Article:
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It seems simple enough: To be labeled as “Made in America,” a product sold in California must include only components manufactured and assembled in this nation.
But that’s a tougher standard than elsewhere in the country, where small amounts of foreign parts don’t invalidate the label. And now it’s touched off a debate among business interests and consumer rights groups, as state lawmakers consider lowering the threshold included in the state’s 52-year-old labeling law.
Richard Russell, chairman of the board of Russell’s Furniture, is opening a new store in San Mateo on Feb. 1 that he originally planned to call “Made in America.”
But he changed the name to “Russell’s Furniture American Pride/Bringing Jobs Back Home” after his suppliers — including Amish craftspeople from Ohio — could not guarantee that every single component originated in America, which would meet the California standard for labeling a product Made in America.
“We’ve seen plant after plant shuttered and I want to support American manufacturing and bring jobs back to America,” Russell said. “But I don’t want to get sued. It blows me away that I can’t say ‘Made in America.’ It gets me upset.”
The idea of watering down California’s standard bothers Richard Holober, executive director of the Consumer Federation of California, which opposed an earlier draft of the bill that would have allowed products to carry a “Made in America” label if 90 percent of the parts were made and assembled in the United States.
“It’s about truth in advertising,” Holober said. “The California standard is clear and you don’t get into the problem of subjectivity. What’s wrong with being honest? Why is it such a problem to simply say, ’90 percent Made in the USA?’ “
Businesses counter that they’re punished in the marketplace for trying to comply with California’s law because many of their competitors ignore it and label their products American made and sell them in California even when they contain foreign parts.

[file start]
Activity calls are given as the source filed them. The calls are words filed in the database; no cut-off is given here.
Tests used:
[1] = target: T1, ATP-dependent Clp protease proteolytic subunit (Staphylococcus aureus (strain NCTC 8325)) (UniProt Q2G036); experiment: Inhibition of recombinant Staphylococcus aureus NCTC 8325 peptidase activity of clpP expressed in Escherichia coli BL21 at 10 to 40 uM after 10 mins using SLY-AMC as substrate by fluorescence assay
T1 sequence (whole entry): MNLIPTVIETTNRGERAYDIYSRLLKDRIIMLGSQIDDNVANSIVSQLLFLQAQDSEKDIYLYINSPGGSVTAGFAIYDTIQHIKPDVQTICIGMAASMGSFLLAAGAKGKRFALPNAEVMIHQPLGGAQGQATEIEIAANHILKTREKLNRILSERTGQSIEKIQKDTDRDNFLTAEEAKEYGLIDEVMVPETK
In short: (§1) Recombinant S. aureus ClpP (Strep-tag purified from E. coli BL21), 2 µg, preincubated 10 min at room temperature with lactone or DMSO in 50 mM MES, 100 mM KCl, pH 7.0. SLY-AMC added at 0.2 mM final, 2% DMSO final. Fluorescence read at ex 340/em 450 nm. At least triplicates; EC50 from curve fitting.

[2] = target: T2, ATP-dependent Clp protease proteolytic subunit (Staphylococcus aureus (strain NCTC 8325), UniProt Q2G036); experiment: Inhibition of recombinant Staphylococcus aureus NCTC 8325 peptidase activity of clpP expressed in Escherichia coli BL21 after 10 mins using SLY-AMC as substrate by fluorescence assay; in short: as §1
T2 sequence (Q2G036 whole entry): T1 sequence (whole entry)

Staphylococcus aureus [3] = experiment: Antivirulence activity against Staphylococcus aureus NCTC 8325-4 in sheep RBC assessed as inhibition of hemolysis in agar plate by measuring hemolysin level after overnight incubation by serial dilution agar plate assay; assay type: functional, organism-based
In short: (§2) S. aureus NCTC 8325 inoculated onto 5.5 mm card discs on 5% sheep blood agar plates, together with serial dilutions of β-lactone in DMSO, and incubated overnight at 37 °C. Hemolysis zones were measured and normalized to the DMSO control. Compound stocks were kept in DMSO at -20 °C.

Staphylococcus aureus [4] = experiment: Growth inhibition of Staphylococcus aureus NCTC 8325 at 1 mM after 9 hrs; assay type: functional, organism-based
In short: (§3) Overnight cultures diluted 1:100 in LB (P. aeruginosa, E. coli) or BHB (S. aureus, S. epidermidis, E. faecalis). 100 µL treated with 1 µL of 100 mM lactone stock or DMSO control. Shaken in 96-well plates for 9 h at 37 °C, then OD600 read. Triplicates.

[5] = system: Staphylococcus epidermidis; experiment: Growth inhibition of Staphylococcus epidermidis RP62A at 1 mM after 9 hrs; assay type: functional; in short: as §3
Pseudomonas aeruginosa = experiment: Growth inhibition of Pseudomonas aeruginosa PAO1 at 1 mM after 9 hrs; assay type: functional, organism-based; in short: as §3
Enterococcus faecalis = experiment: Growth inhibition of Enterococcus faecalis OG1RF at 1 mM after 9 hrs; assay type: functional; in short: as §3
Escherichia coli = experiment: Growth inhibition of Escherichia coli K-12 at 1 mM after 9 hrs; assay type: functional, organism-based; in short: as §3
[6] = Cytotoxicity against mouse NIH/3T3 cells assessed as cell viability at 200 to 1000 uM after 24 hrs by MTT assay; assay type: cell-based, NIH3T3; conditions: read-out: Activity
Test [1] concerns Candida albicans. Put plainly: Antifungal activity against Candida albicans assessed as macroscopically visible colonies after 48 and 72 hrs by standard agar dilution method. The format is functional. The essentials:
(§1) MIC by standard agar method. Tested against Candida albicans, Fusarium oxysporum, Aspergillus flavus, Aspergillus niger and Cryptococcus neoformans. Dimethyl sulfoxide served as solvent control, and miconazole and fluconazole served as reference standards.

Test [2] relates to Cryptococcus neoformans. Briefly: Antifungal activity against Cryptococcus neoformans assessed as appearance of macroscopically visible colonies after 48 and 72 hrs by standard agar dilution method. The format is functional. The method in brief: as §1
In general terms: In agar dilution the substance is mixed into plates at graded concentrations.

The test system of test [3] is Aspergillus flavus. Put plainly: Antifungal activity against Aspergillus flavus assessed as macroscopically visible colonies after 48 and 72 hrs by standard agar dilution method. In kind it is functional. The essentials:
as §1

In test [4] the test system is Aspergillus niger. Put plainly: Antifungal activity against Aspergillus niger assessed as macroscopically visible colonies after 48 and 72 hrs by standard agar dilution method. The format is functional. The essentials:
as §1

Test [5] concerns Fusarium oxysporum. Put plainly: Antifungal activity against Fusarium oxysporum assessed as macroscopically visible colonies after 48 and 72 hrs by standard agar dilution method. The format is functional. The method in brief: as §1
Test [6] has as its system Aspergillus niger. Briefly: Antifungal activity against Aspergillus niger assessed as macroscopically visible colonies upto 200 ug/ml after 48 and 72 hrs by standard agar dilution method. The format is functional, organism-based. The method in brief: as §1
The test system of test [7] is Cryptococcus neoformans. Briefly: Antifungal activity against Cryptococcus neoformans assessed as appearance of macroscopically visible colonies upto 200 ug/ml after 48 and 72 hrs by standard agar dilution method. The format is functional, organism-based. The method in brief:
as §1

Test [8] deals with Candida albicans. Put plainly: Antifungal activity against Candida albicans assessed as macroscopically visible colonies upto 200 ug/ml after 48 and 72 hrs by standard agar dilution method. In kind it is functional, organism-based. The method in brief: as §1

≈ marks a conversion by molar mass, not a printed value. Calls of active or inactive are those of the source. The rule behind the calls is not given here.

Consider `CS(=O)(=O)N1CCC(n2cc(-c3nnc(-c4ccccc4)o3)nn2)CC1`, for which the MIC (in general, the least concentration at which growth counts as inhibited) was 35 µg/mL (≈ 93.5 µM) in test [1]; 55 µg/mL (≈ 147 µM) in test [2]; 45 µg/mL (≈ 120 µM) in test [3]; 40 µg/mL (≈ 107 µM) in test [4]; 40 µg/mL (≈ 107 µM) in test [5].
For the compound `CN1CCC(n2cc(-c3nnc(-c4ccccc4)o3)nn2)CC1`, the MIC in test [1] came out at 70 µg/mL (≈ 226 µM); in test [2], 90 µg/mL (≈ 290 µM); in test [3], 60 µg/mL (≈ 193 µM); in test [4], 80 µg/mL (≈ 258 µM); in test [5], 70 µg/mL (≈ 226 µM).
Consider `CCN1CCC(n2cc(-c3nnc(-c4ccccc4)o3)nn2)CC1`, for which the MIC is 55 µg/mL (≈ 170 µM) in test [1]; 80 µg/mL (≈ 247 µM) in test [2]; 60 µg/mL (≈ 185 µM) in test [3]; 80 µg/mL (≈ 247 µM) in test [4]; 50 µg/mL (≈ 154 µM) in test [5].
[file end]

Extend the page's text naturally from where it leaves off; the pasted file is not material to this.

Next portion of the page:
Nationally, the Federal Trade Commission oversees guidelines that are less restrictive than California’s, saying that a product claiming to be made in the USA “must be all or virtually all” made in America, said Julia Solomon Ensor, an attorney in the enforcement division of the FTC’s bureau of consumer protection.
“On the one hand, of course we think it’s important for companies to promote the good work they’re doing in the USA,” she told this newspaper. “On the other hand, our primary goal is to prevent consumer deception.”
The national standard of “all or virtually all” leaves plenty of wiggle room for interpretation. The FTC will suggest ways for companies to comply, but the decision on what meets the FTC guidelines is left to the nation’s civil courts, just as California civil courts determine whether a product meets the state standard.
In California, it’s against state law to include a “Made in America” or “Made in the USA” label when any part of the product “has been entirely or substantially made outside of the United States.”
That means every single part essentially has to be made and assembled in the United States to carry a “Made in the USA” label in California. But representatives for business say it’s a standard that’s virtually impossible to meet in today’s global market.
A proposed revision of the law, SB 661, would allow goods containing foreign-made parts to be advertised as “Made in America” or similar phrases — as long as the parts cannot be found in the United States and as long as the foreign parts constitute a “negligible part” of the final product.